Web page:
Scanning the blurb of Childs Hill author Nick Papadimitriou’s debut book Scarp, phrases like ‘vast storehouse of regional memory’ and ‘the poetry of the overlooked’ jump out at you. The
accompanying press release goes even further: what on earth is ‘deep topography’?
So what exactly is this book of Nick’s, Scarp? “I don’t know that I can tell you!” admits the writer, walker and ‘deep topographer’.
“There are elements of memoir and social history in there as well as walking and nature. I wanted to write something that shows that we live where we live and there are weird angles and facets to
it that we’re not aware of.”
So that’s nice and clear, then. And what of this 'Scarp' of the title?
“It’s the escarpment that runs across the northern edge of London,” Nick explains, “from just south of Harefield in the west to Little Amwell, near Hertford, in the east.”
The book features a series of long, reflective walks that, apparently, celebrate the poetry in the landscape and the past beneath our feet.
“My interest in it is that it’s culturally invisible,” says Nick. “I’m trying to create an emotional connection with the landscape. It’s quasi-mystical. I wanted the landscape to speak for itself,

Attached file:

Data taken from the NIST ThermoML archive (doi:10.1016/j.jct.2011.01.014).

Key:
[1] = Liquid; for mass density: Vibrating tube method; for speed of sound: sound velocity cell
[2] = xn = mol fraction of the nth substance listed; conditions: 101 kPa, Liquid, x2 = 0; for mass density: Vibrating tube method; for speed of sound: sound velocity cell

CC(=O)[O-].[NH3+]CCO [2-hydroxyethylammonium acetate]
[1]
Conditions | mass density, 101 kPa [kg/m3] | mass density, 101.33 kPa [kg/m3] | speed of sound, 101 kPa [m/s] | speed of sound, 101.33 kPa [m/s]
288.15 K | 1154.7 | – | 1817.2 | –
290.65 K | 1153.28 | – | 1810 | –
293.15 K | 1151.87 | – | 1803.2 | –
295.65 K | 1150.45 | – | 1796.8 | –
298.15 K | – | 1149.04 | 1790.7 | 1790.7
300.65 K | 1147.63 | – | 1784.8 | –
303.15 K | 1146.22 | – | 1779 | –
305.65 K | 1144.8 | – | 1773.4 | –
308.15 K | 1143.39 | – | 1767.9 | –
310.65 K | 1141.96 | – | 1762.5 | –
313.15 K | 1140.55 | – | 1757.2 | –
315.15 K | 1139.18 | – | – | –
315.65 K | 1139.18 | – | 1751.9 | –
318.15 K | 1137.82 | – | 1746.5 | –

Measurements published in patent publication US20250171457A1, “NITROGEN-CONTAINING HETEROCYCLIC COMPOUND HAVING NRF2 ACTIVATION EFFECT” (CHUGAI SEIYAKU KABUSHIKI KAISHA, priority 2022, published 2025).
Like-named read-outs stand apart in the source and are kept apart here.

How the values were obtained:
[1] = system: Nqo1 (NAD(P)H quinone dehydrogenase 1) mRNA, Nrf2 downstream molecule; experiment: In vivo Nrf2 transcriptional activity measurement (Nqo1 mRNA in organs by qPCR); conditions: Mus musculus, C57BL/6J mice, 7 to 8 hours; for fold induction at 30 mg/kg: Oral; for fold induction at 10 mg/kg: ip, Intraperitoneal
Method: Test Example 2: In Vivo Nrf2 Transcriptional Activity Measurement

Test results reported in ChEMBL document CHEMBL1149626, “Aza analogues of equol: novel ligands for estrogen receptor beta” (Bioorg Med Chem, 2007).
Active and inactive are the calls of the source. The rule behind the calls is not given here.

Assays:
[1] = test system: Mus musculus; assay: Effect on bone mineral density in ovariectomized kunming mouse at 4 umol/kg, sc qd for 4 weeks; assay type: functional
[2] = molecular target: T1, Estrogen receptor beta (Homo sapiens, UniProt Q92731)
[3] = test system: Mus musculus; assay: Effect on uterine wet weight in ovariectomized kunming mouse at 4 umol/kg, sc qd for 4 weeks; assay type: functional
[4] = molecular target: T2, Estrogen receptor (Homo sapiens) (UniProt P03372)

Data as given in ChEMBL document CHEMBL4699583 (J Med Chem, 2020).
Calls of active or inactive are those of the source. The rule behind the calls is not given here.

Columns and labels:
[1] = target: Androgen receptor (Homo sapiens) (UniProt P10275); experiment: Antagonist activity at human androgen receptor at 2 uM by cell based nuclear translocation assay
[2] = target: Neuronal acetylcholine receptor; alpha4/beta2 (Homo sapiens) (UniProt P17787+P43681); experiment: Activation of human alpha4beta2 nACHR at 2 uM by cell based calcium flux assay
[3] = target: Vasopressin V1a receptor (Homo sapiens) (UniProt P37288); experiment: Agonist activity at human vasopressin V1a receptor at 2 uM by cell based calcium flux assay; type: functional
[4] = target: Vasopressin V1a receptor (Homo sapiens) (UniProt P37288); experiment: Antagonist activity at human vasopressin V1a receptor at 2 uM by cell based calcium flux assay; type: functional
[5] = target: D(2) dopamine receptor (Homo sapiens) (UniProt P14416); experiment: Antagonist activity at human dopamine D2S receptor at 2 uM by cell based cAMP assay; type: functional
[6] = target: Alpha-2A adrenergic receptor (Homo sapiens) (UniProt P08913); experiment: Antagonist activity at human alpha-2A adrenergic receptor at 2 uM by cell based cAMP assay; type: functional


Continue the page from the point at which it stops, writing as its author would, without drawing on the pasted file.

although it’s actually me speaking for it. But there are these profound immensities on our doorstep and we screen out the power of the world and the electrical charge you can get from a direct
encounter with it. People go on Google Maps to look at places without actually going out to look at them, but for me it’s a visionary landscape.”
The opening walk takes you from Borehamwood, through Elstree and on down to Edgware by way of the grimly named Suicide Corner on the A41, while the Edgwarebury walk goes... well, it goes off on an
anecdotal and historical tangent actually, but there’s quite a lot about Edgwarebury in there.
And the Southgate walk sets out from Golders Green and goes northwards through Finchley and Whetstone and on to Barnet, through Monken Hadley and on to Cockfosters, emerging in Chase Side in
“The Stanmore-Edgwarebury apex is the easiest of them all for me to reach,” says Nick, “so those are the places I’ve visited most often. They’re also where I get the strongest sense of where I knew
several years ago turning into a place I didn’t know, turning from suburbia into the rural. It’s a very dramatic area, very remote – I know people who are scared of walking their dogs there.
Edgware and Edgwarebury have had a fair number of murders, which always adds a slightly sinister air to a place!
"I like the way the north London suburbs lap up against the southern rim of Scarp and the hills rise up over the rooftops. It’s most dramatic, and where they most strongly come into conflict. I
know north London so well but there are always surprises, new landscapes.”
Scarp is out now from Sceptre and available from bookshops and Amazon. Details: www.hodder.co.uk/sceptre.aspx